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# Solving Techniques 4 Pointing Pairs

It often happens that the possibilities of boxes, rows and columns have been exhausted and eight cells are filled with two remaining (the technique also works with three remaining). Also, there are cases where the two remaining cells are next to each other either in a row or column. This technique can be applied in these cases.

## Pointing Pairs

Let’s look at the upper middle box. There is a 4 in H4, so it can’t be entered in the 4th column.
Also, since there is a 4 in the second row, B7, a 4 can’t be entered there.
Hence, the cells where a 4 can be entered in the upper middle box, are either A6 or C6.
Therefore, in the center middle box, a 4 can only be entered in column 5.
As you can see, in pointing pairs, you look for pairs or triple numbers and eliminate the possibility of them belonging in other cells.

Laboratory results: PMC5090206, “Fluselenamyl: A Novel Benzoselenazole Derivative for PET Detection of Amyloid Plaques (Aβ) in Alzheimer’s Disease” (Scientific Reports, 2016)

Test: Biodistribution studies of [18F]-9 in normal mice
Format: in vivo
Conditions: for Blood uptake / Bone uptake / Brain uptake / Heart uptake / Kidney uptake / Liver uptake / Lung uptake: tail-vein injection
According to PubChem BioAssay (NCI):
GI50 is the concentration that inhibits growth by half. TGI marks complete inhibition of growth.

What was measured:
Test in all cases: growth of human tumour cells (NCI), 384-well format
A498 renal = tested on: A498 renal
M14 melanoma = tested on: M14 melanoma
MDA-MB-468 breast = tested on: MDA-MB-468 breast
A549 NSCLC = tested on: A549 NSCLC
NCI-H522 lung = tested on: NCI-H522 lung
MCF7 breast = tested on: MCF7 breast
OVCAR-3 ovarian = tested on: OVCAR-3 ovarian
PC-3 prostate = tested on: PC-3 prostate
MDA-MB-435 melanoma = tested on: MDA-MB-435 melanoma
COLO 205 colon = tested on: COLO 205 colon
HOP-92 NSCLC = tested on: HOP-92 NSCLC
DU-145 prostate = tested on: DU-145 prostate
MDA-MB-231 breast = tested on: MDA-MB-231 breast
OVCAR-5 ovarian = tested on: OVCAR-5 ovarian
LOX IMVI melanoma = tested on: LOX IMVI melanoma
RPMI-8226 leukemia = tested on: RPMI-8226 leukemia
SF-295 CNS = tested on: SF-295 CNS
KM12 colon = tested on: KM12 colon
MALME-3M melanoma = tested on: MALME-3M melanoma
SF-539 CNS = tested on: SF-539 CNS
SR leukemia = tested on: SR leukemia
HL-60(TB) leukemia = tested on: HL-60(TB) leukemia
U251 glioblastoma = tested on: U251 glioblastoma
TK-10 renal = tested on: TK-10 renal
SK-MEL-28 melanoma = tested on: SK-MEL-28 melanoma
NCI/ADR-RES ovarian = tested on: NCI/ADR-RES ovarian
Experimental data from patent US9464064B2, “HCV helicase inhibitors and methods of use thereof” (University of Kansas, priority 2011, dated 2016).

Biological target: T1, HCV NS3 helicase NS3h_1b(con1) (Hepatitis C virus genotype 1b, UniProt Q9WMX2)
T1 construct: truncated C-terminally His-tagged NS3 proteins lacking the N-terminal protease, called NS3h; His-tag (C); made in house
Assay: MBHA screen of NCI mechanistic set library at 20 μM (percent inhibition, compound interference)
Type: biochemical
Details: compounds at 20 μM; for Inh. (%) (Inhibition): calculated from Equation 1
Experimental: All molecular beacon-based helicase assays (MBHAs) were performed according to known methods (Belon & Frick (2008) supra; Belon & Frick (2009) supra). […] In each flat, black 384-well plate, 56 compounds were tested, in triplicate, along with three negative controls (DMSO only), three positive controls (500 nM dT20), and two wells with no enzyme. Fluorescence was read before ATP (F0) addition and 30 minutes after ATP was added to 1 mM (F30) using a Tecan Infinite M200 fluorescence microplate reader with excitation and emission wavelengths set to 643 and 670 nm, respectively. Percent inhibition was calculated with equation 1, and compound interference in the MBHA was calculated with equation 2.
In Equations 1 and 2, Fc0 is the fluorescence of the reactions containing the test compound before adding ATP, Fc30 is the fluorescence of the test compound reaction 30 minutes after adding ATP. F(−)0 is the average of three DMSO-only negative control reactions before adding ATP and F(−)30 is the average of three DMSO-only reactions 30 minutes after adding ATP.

## Pointing Pairs-2

In the upper middle box, a 6 can only be entered in row B.
Similarly, in the center middle box, a 6 can only be entered in row D.

Now that we have a [6,6] pair in the upper middle box, a 6 can’t be entered in the lower middle box’s columns 4 and 5.

Hence, in the lower middle box, a 6 is only possible in column 6.
As you can see, this is a technique of slowly narrowing down the candidate numbers.

## Names of cells in Sudoku

 A1 A2 A3 A4 A5 A6 A7 A8 A9 B1 B2 B3 B4 B5 B6 B7 B8 B9 C1 C2 C3 C4 C5 C6 C7 C8 C9 D1 D2 D3 D4 D5 D6 D7 D8 D9 E1 E2 E3 E4 E5 E6 E7 E8 E9 F1 F2 F3 F4 F5 F6 F7 F8 F9 G1 G2 G3 G4 G5 G6 G7 G8 G9 H1 H2 H3 H4 H5 H6 H7 H8 H9 I1 I2 I3 I4 I5 I6 I7 I8 I9